DPIR hosts UNIQ Spring Event and Target Oxbridge

Year 12 students on the UNIQ Spring Event and Target Oxbridge outreach programmes took a closer look at Brexit data over the Easter break.  

Using data from every local authority in England, both groups were introduced to how social scientists use and interpret data-sets to produce new knowledge.  They started off looking at the relationship between the percentage vote for Brexit and the percentage of foreign-born residents in each local authority, then discussed other variables that could have influenced the vote.  After a hands-on session using the statistical software R-Studio, the students produced their own new data.   

In just one day -  or in the case of Target Oxbridge, only a couple of hours -  the students had an intensive introduction to first year undergraduate quantitative methods.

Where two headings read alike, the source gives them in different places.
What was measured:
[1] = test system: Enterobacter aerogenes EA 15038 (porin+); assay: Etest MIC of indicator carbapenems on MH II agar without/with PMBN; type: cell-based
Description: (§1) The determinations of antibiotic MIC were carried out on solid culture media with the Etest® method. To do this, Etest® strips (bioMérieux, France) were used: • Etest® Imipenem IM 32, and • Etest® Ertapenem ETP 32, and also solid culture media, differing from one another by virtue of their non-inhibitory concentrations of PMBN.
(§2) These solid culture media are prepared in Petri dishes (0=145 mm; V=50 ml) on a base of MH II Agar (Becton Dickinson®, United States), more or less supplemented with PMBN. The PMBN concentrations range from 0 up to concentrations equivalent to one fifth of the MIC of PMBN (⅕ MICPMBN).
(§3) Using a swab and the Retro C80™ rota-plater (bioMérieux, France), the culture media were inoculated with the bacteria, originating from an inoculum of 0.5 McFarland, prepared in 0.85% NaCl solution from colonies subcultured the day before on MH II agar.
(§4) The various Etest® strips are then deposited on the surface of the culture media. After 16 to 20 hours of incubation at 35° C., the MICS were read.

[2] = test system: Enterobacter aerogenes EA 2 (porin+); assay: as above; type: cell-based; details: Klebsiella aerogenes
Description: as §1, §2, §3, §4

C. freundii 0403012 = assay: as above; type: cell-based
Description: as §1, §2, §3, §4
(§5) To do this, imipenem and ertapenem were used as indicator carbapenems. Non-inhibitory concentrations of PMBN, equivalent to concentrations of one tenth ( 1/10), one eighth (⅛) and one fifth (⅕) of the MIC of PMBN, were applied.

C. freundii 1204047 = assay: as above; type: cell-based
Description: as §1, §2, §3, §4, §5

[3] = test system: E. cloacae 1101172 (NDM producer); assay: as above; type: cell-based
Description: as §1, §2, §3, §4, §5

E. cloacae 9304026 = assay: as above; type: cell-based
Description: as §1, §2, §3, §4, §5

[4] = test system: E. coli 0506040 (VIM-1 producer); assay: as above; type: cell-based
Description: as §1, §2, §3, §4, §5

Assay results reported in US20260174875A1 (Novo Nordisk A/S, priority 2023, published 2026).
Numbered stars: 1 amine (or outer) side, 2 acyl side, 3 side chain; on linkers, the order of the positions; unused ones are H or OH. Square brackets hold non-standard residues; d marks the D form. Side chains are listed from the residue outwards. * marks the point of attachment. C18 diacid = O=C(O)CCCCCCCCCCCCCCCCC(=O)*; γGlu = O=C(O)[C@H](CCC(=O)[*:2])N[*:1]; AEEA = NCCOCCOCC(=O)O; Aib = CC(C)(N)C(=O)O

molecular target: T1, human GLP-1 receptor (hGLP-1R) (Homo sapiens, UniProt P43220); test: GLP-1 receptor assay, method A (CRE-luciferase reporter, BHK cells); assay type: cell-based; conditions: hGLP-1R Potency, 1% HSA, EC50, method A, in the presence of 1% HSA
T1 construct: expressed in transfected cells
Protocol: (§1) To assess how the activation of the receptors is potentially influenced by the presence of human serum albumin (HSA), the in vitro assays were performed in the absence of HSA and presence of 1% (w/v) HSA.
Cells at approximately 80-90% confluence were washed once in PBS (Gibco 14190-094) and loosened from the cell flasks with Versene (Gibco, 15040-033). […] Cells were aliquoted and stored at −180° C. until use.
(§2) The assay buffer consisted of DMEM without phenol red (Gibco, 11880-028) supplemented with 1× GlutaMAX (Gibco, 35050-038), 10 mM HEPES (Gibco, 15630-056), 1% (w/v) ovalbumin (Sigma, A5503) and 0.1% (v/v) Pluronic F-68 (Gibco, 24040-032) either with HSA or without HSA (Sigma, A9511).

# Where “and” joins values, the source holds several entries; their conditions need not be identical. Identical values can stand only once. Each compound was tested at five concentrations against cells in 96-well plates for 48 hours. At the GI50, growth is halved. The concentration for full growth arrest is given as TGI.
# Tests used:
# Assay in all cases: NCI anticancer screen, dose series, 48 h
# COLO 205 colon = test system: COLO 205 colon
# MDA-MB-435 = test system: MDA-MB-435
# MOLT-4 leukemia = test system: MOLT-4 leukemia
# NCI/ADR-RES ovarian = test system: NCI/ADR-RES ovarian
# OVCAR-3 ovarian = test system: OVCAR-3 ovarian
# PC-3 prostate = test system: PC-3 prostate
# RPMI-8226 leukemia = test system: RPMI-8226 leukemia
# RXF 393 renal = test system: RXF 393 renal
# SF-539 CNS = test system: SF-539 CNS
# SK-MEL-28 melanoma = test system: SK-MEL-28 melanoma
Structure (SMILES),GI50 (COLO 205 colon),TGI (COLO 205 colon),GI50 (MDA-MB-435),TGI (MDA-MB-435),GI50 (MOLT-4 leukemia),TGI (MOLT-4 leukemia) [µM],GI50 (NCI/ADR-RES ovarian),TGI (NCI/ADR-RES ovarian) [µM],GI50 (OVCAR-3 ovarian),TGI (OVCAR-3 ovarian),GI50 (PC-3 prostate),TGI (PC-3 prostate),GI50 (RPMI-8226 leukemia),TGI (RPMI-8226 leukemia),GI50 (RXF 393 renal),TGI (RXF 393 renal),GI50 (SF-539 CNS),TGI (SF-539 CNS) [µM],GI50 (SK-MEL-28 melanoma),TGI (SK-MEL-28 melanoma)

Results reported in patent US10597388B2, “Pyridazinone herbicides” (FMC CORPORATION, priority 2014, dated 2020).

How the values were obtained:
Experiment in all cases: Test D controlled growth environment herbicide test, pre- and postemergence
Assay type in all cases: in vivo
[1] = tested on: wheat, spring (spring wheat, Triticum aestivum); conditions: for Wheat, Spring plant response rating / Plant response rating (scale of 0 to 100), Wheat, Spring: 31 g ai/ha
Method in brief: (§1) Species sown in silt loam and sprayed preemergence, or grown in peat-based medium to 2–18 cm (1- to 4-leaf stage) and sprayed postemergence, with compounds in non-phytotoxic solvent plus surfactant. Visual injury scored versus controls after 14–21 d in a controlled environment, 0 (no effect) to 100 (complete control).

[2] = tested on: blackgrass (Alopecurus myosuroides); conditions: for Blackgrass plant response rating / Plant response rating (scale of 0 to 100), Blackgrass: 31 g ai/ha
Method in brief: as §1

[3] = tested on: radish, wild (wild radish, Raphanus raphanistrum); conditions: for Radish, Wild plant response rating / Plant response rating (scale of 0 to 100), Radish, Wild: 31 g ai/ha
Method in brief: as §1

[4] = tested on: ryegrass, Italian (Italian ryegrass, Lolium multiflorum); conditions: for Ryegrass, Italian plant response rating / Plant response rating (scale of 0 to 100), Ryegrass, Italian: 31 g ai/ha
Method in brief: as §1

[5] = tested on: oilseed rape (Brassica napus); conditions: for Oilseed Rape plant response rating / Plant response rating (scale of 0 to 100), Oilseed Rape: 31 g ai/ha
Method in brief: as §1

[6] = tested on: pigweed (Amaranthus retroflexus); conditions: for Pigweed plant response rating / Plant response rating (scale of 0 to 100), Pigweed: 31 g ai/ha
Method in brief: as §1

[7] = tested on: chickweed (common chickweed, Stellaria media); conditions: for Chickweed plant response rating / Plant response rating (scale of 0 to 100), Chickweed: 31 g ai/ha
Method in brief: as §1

Was it what they expected?

"It was a totally new experience.  Now I won't just accept things as fact.  I'll delve deeper."  Ethan.

"I didn't realise this could be part of a politics course.  At the beginning it was daunting, but now I've got my head round it!"  Khai.

"It deepens your critical thinking, and makes you think about what's behind the facts." Christina.

The Department of Politics and International Relations is delighted to be working with the UNIQ and Target Oxbridge outreach initiatives again this year. 

UNIQ runs a series of programmes throughout the year aimed at improving access for Year 12 students from state schools.   Target Oxbridge is a separate initiative which mentors black students and students of mixed race with black African and Caribbean heritage and helps improve their access to Oxford and Cambridge.

Read more about UNIQ.

Read more about Target Oxbridge.

The teaching was provided by DPhil students at the Oxford Q-Step Centre in the DPIR.  The University of Oxford is one of fifteen universities across the UK which receives funding from the Nuffield Foundation, ESRC and HEFCE to deliver training in quantitative methods to undergraduate social scientists. 

Read more about Oxford Q-Step Centre.